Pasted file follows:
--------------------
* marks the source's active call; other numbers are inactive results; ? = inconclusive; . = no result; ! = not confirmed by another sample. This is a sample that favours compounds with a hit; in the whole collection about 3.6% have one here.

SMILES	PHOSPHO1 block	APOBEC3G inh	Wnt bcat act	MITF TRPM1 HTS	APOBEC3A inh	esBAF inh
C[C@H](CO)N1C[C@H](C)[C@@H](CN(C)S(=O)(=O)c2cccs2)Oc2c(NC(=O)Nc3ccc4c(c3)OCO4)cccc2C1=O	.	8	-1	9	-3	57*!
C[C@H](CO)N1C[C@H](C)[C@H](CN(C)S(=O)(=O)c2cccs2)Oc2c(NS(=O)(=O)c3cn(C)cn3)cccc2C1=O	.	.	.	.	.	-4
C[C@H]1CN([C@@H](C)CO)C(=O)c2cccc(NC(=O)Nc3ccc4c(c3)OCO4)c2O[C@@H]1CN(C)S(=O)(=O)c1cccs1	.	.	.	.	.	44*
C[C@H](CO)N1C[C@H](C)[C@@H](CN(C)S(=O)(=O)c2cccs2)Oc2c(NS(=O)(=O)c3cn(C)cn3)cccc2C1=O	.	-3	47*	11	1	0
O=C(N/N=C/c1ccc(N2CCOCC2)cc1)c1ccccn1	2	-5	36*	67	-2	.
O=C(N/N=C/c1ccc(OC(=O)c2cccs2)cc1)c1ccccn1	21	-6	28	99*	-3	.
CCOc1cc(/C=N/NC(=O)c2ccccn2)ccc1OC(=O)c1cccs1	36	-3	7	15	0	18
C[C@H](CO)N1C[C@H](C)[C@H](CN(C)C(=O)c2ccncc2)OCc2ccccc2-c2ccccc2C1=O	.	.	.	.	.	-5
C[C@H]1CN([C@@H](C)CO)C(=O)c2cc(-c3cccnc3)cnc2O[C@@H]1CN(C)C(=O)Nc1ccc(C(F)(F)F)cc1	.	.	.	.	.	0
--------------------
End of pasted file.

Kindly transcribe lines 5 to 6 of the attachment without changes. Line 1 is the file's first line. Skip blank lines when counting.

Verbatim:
C[C@H]1CN([C@@H](C)CO)C(=O)c2cccc(NC(=O)Nc3ccc4c(c3)OCO4)c2O[C@@H]1CN(C)S(=O)(=O)c1cccs1	.	.	.	.	.	44*
C[C@H](CO)N1C[C@H](C)[C@@H](CN(C)S(=O)(=O)c2cccs2)Oc2c(NS(=O)(=O)c3cn(C)cn3)cccc2C1=O	.	-3	47*	11	1	0